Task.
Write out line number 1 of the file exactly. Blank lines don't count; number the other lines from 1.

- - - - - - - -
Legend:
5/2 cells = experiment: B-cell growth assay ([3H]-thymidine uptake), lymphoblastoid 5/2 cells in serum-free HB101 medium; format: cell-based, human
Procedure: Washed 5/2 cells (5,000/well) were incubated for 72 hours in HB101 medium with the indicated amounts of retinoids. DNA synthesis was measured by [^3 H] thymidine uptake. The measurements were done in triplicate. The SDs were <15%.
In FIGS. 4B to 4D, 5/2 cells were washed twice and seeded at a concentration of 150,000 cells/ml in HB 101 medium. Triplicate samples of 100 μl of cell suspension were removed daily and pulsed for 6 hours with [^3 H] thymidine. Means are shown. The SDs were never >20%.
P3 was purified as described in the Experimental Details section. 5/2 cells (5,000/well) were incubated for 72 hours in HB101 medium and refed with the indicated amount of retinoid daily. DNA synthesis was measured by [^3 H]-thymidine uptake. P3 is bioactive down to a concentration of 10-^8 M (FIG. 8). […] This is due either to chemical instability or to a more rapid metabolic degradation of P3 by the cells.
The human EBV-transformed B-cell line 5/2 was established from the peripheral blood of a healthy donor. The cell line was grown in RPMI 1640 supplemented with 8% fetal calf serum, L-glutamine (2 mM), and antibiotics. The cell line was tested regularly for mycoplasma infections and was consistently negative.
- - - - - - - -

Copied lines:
Legend: